By Svetlana Dorokhova
Speaking at the opening ceremony at the Marc Chagall Art Centre in Vitebsk, the Ambassador Extraordinary and Plenipotentiary of France to Belarus, H.E. Mr. Michel Raineri, stressed that the first Belarusian-French joint artistic project was launched in Marc Chagall’s native city after much consideration. Although Ms. Limouzy’s painting style is quite different to that of Chagall, both feel art in their souls.
Ms. Limouzy lives in the south of France, in the city of Ceret, and loves to depict landscapes. She began her creative path as a theatre actress, but left the theatre as soon as she became involved in painting, passing the ‘acting baton’ to her daughter.
“I have arrived in Vitebsk, Marc Chagall’s homeland, for a friendly visit,” notes Francoise. “Chagall often visited my native Catalonia and his works are kept at a local museum, including his ceramic artworks. Other painters from Belarus have also lived in Ceret: Soutine, Pinchus and Nadia Leger. I feel joyful energy in your country. There’s so much tenderness and calmness in people’s manner, in addition to a respectful attitude. I’m lucky to have seen Belarus for myself at the end of winter. Snow-covered forests and fields have enabled me to enjoy the elegance and gracefulness of Belarusian nature.”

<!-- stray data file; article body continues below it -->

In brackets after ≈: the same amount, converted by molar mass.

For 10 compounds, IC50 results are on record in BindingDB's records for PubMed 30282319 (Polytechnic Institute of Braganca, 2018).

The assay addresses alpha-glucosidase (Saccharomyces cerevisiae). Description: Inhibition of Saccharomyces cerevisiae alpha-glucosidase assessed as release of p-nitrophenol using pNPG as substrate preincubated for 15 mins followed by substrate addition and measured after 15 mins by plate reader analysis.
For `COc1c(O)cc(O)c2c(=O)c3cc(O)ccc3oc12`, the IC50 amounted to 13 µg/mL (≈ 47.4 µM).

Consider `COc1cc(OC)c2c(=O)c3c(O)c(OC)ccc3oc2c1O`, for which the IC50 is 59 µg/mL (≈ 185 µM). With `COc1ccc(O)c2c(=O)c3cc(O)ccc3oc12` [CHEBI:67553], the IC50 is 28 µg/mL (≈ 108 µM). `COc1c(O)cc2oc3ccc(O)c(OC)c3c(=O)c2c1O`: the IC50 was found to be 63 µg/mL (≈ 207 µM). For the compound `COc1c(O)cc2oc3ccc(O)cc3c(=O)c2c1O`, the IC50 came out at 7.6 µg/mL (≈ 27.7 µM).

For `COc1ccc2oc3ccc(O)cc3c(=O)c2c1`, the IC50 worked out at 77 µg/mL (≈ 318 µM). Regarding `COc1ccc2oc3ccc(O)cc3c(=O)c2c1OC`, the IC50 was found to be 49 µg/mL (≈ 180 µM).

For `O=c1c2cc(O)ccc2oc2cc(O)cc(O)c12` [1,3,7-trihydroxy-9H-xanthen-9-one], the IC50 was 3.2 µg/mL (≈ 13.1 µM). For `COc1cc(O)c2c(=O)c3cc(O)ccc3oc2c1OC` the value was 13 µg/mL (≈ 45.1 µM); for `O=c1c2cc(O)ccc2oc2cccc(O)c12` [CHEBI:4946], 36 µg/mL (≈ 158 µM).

The artist has a special attitude towards nature; her pictures always depict the sun and wind. She even likes to dilute her paints with rain water to ‘dissolve’ the colour, making it more transparent and easier to use. Some of her works from Sea Foam, Canigou Mountain and Lake in Norway series were created especially for the exhibition in Vitebsk, which Ms. Limouzy calls Water and Rock. She primarily uses acrylic paints and watercolour, working on canvas or paper, admitting that she has close relations with colour and form.
After Vitebsk, Ms. Limouzy’s exhibition will go to Gomel — the cultural capital of Belarus and the CIS for 2011. It will then go on show in Minsk, during Modern Art Week, this autumn. “Every Frenchman who sees Belarus sincerely loves it. Such exhibitions promote mutual understanding between nations, so joint projects relating to culture and trade will surely continue,” promises Mr. Raineri.